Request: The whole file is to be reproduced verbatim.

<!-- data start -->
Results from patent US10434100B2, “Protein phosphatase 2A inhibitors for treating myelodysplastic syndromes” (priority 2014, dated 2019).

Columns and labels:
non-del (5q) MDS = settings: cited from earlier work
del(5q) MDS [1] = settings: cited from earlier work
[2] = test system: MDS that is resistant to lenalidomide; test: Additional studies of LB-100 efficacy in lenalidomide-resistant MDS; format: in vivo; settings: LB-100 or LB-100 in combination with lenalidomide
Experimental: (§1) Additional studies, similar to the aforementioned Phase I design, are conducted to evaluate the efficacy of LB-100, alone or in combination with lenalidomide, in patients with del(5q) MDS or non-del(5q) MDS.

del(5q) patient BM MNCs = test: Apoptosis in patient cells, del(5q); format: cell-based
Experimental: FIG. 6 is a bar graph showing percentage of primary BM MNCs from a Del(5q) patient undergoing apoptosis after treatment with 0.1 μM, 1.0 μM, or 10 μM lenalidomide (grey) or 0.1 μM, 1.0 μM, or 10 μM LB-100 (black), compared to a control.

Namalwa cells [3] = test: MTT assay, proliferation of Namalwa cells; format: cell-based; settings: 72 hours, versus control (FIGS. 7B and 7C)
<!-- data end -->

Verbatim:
Results from patent US10434100B2, “Protein phosphatase 2A inhibitors for treating myelodysplastic syndromes” (priority 2014, dated 2019).

Columns and labels:
non-del (5q) MDS = settings: cited from earlier work
del(5q) MDS [1] = settings: cited from earlier work
[2] = test system: MDS that is resistant to lenalidomide; test: Additional studies of LB-100 efficacy in lenalidomide-resistant MDS; format: in vivo; settings: LB-100 or LB-100 in combination with lenalidomide
Experimental: (§1) Additional studies, similar to the aforementioned Phase I design, are conducted to evaluate the efficacy of LB-100, alone or in combination with lenalidomide, in patients with del(5q) MDS or non-del(5q) MDS.

del(5q) patient BM MNCs = test: Apoptosis in patient cells, del(5q); format: cell-based
Experimental: FIG. 6 is a bar graph showing percentage of primary BM MNCs from a Del(5q) patient undergoing apoptosis after treatment with 0.1 μM, 1.0 μM, or 10 μM lenalidomide (grey) or 0.1 μM, 1.0 μM, or 10 μM LB-100 (black), compared to a control.

Namalwa cells [3] = test: MTT assay, proliferation of Namalwa cells; format: cell-based; settings: 72 hours, versus control (FIGS. 7B and 7C)